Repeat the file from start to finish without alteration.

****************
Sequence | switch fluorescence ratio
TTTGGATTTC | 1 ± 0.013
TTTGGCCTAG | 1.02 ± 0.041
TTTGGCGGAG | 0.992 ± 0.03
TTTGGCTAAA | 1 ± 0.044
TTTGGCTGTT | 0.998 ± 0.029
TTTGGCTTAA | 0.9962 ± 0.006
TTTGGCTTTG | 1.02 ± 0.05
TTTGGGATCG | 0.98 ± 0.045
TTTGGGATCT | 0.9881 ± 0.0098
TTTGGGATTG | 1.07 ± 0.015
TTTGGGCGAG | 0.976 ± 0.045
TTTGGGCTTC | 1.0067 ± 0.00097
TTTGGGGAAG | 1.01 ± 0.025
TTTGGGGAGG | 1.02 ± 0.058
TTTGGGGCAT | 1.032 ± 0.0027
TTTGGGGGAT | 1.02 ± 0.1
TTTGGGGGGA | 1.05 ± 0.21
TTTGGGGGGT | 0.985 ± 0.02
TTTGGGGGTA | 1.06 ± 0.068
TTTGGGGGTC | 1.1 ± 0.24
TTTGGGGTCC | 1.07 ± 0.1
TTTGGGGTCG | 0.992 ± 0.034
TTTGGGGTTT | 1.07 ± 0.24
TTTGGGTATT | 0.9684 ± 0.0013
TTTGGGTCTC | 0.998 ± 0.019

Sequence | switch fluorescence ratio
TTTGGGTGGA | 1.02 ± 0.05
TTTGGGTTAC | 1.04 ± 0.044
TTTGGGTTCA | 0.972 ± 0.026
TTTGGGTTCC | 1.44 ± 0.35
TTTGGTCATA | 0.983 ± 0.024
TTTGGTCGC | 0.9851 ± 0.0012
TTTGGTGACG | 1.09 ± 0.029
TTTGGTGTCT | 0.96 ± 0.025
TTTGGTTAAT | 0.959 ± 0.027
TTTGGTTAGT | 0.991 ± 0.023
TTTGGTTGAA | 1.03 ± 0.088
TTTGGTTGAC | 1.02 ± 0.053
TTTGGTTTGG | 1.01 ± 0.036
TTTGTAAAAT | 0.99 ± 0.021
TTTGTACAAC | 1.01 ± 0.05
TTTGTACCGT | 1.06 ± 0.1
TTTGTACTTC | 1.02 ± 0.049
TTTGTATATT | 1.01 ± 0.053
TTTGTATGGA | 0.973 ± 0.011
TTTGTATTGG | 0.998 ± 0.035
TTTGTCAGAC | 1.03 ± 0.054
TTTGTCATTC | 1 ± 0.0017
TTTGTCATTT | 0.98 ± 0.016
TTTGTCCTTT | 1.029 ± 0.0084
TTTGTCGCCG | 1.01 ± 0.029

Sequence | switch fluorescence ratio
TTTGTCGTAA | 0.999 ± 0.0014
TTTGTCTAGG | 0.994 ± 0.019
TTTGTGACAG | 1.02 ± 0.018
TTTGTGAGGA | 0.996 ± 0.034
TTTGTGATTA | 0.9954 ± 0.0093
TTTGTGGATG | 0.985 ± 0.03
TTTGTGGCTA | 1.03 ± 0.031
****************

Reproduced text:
Sequence | switch fluorescence ratio
TTTGGATTTC | 1 ± 0.013
TTTGGCCTAG | 1.02 ± 0.041
TTTGGCGGAG | 0.992 ± 0.03
TTTGGCTAAA | 1 ± 0.044
TTTGGCTGTT | 0.998 ± 0.029
TTTGGCTTAA | 0.9962 ± 0.006
TTTGGCTTTG | 1.02 ± 0.05
TTTGGGATCG | 0.98 ± 0.045
TTTGGGATCT | 0.9881 ± 0.0098
TTTGGGATTG | 1.07 ± 0.015
TTTGGGCGAG | 0.976 ± 0.045
TTTGGGCTTC | 1.0067 ± 0.00097
TTTGGGGAAG | 1.01 ± 0.025
TTTGGGGAGG | 1.02 ± 0.058
TTTGGGGCAT | 1.032 ± 0.0027
TTTGGGGGAT | 1.02 ± 0.1
TTTGGGGGGA | 1.05 ± 0.21
TTTGGGGGGT | 0.985 ± 0.02
TTTGGGGGTA | 1.06 ± 0.068
TTTGGGGGTC | 1.1 ± 0.24
TTTGGGGTCC | 1.07 ± 0.1
TTTGGGGTCG | 0.992 ± 0.034
TTTGGGGTTT | 1.07 ± 0.24
TTTGGGTATT | 0.9684 ± 0.0013
TTTGGGTCTC | 0.998 ± 0.019

Sequence | switch fluorescence ratio
TTTGGGTGGA | 1.02 ± 0.05
TTTGGGTTAC | 1.04 ± 0.044
TTTGGGTTCA | 0.972 ± 0.026
TTTGGGTTCC | 1.44 ± 0.35
TTTGGTCATA | 0.983 ± 0.024
TTTGGTCGC | 0.9851 ± 0.0012
TTTGGTGACG | 1.09 ± 0.029
TTTGGTGTCT | 0.96 ± 0.025
TTTGGTTAAT | 0.959 ± 0.027
TTTGGTTAGT | 0.991 ± 0.023
TTTGGTTGAA | 1.03 ± 0.088
TTTGGTTGAC | 1.02 ± 0.053
TTTGGTTTGG | 1.01 ± 0.036
TTTGTAAAAT | 0.99 ± 0.021
TTTGTACAAC | 1.01 ± 0.05
TTTGTACCGT | 1.06 ± 0.1
TTTGTACTTC | 1.02 ± 0.049
TTTGTATATT | 1.01 ± 0.053
TTTGTATGGA | 0.973 ± 0.011
TTTGTATTGG | 0.998 ± 0.035
TTTGTCAGAC | 1.03 ± 0.054
TTTGTCATTC | 1 ± 0.0017
TTTGTCATTT | 0.98 ± 0.016
TTTGTCCTTT | 1.029 ± 0.0084
TTTGTCGCCG | 1.01 ± 0.029

Sequence | switch fluorescence ratio
TTTGTCGTAA | 0.999 ± 0.0014
TTTGTCTAGG | 0.994 ± 0.019
TTTGTGACAG | 1.02 ± 0.018
TTTGTGAGGA | 0.996 ± 0.034
TTTGTGATTA | 0.9954 ± 0.0093
TTTGTGGATG | 0.985 ± 0.03
TTTGTGGCTA | 1.03 ± 0.031